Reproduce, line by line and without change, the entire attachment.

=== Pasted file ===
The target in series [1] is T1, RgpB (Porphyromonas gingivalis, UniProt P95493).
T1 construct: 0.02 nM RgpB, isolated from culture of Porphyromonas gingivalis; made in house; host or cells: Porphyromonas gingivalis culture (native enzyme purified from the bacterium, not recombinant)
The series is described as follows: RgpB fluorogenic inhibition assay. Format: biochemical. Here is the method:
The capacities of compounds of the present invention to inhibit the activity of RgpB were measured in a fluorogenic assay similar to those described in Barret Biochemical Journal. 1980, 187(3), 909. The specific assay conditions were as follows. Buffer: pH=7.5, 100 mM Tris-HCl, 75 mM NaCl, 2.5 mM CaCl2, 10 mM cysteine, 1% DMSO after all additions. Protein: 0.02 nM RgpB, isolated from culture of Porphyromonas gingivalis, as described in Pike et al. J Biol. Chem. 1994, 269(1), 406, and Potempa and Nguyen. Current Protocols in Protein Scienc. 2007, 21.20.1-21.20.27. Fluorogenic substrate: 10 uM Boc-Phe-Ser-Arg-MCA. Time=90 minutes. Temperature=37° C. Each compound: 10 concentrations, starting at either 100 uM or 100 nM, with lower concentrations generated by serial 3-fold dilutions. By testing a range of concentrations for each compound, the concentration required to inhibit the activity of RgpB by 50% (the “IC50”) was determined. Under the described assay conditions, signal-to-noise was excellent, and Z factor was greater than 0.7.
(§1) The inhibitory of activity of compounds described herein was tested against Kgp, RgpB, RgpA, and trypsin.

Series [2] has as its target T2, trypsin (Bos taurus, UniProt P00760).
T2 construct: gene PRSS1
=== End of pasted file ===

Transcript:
The target in series [1] is T1, RgpB (Porphyromonas gingivalis, UniProt P95493).
T1 construct: 0.02 nM RgpB, isolated from culture of Porphyromonas gingivalis; made in house; host or cells: Porphyromonas gingivalis culture (native enzyme purified from the bacterium, not recombinant)
The series is described as follows: RgpB fluorogenic inhibition assay. Format: biochemical. Here is the method:
The capacities of compounds of the present invention to inhibit the activity of RgpB were measured in a fluorogenic assay similar to those described in Barret Biochemical Journal. 1980, 187(3), 909. The specific assay conditions were as follows. Buffer: pH=7.5, 100 mM Tris-HCl, 75 mM NaCl, 2.5 mM CaCl2, 10 mM cysteine, 1% DMSO after all additions. Protein: 0.02 nM RgpB, isolated from culture of Porphyromonas gingivalis, as described in Pike et al. J Biol. Chem. 1994, 269(1), 406, and Potempa and Nguyen. Current Protocols in Protein Scienc. 2007, 21.20.1-21.20.27. Fluorogenic substrate: 10 uM Boc-Phe-Ser-Arg-MCA. Time=90 minutes. Temperature=37° C. Each compound: 10 concentrations, starting at either 100 uM or 100 nM, with lower concentrations generated by serial 3-fold dilutions. By testing a range of concentrations for each compound, the concentration required to inhibit the activity of RgpB by 50% (the “IC50”) was determined. Under the described assay conditions, signal-to-noise was excellent, and Z factor was greater than 0.7.
(§1) The inhibitory of activity of compounds described herein was tested against Kgp, RgpB, RgpA, and trypsin.

Series [2] has as its target T2, trypsin (Bos taurus, UniProt P00760).
T2 construct: gene PRSS1